Views from the splendid roads from Salta to Cachi through Los Cardones National Park
Perched above Cachi on a dry plateau is a gorgeous cemetery with large monuments for entire families. Local dogs hoping for some goodies at our campsite.
Sights from Ruta 40 between Cachi and Cafayate, including a community mediation center!
Cafayate and the vineyards surrounding it
From the grapevines of Cafayate, we made our way to the resort town of Tafi Del Valle where we saw a random horse shooed away from the restaurant boardwalk like a stray dog looking for for food, and on to the unique stone monuments on display in El Mollar. 2,000 years ago families in the area carved and placed them near their homes as tributes to Gods, fertility, and more. Now compiled together in a reserve, there is a field of phallic symbols for all to enjoy. We lost interest after 20 minutes and proceeded on to a simple campsite in someone's backyard.
The phallic fertility reserve and our campsite in El Mollar. Note the plaque in the second photo from the left. Ya think?!
The next morning, after drying our tent from rain the night before, we took a plunge - uncharacteristic of the area - through a damp and dewey green canyon where ferns, bushes, trees, and vegetation dotted every inch of terrain. A consistent mist strained our visibility, but what we could see was superb. It was completely opposite of the dry, arid, desert landscape we had been in for so many days before. It now felt like we were back in the jungle of Colombia or Peru. It didn't last long though. After about 25 miles, the canyon petered out and gave way to some great plains of agricultural farmland producing sugar cane and other assorted consumables. Our misty route took us through Catamarca, which we bypassed as a stopping point in hopes for something smaller, and into the lovely pueblo of Concepcion, which served as the site of one of our more memorable - and certainly our most embarrassing - experiences of the trip. See our other blogpost, entitled "Embarrassed in Argentina," for details about that one though.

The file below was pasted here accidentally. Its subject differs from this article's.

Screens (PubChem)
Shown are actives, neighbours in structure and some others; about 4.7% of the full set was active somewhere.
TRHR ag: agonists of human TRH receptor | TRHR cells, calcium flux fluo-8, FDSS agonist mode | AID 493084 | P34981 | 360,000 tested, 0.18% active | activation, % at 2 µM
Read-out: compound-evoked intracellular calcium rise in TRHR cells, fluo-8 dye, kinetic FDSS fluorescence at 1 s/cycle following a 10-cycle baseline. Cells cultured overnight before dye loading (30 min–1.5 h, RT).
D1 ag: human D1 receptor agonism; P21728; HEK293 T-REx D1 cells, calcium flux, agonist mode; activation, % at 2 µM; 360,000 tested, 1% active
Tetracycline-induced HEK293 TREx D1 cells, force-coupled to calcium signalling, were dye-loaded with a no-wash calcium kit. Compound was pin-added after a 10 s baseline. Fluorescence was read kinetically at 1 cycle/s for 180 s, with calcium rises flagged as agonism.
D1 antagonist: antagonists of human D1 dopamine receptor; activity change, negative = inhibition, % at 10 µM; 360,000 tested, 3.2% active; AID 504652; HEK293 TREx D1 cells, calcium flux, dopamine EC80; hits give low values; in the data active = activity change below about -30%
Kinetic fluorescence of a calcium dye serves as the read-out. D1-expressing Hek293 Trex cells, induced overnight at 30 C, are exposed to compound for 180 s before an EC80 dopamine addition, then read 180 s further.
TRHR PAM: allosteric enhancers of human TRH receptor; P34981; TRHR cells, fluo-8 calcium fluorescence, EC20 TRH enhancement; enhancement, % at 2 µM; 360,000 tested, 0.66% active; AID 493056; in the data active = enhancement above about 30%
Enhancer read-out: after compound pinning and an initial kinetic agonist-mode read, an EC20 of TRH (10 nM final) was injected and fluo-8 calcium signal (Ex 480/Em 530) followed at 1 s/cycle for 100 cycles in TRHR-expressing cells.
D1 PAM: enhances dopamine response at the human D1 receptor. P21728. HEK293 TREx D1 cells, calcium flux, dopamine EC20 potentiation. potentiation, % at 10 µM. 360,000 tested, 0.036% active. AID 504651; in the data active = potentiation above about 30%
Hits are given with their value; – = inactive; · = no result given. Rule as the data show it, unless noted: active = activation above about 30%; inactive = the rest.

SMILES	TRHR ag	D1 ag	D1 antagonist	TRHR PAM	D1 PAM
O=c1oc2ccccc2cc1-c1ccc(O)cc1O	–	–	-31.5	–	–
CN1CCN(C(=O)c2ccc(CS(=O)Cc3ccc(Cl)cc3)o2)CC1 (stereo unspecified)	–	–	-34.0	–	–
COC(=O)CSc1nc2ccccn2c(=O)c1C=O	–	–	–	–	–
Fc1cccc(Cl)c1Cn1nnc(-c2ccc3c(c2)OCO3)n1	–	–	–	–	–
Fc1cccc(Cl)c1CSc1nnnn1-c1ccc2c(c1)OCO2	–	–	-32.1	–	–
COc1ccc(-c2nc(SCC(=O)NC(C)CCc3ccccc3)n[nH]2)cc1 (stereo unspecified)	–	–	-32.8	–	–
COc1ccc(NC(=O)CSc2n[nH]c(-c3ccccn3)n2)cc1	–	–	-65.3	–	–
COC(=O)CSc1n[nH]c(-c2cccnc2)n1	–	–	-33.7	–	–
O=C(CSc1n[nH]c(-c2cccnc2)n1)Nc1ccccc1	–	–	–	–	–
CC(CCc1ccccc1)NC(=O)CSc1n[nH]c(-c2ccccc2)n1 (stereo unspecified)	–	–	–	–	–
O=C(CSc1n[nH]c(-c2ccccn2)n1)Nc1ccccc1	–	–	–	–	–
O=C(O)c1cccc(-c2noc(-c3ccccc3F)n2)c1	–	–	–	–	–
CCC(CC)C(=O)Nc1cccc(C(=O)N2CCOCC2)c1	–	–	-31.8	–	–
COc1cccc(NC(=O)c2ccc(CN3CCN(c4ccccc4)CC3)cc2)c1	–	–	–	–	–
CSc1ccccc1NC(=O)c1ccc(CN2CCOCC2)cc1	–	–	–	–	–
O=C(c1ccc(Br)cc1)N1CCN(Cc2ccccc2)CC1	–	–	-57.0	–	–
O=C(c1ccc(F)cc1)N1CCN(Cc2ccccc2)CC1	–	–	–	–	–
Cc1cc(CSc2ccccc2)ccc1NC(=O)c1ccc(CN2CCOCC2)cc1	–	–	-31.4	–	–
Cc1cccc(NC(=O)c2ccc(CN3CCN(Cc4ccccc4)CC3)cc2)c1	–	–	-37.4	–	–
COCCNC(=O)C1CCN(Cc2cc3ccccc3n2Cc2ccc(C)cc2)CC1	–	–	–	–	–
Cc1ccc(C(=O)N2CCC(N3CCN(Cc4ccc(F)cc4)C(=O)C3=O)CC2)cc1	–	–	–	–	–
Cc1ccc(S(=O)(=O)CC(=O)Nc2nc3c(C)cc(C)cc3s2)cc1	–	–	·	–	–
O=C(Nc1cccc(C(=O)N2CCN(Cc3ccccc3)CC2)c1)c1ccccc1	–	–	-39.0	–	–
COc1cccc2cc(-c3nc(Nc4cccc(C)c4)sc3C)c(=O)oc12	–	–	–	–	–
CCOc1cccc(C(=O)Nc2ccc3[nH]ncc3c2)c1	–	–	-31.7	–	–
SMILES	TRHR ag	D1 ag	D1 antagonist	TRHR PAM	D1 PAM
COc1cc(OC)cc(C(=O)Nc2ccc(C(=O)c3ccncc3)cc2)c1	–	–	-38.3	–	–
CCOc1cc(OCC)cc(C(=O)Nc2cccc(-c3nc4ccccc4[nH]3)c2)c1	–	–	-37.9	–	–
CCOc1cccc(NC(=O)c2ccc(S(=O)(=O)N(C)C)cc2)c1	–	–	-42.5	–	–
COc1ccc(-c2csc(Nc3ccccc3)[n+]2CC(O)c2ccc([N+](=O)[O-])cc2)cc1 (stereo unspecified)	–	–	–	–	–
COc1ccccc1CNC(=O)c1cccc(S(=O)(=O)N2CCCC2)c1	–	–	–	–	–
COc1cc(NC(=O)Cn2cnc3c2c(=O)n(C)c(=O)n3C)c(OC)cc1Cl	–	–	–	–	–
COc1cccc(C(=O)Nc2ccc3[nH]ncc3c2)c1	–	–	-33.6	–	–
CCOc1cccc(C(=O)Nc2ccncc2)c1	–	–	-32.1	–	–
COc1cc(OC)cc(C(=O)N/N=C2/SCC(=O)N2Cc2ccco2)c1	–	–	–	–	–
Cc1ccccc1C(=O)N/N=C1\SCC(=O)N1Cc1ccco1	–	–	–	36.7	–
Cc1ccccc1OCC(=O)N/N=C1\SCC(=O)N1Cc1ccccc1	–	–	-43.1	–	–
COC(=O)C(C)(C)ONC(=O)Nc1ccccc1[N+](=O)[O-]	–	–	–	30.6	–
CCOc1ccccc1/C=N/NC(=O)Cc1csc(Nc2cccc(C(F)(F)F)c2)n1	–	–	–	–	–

Gorgeous green canyon along the El Rio La Sosa south of Tafi Del Valle
Ever seen a shower head like this before?!!! We found this beauty in our hosteria in Concepcion. We think it's actually a slight improvement over the electric suicide machines that were common in Central America. Just fill it up with water, plug it in, and wait for the water to heat to the desired temperature. Just don't forget to unplug before your shower!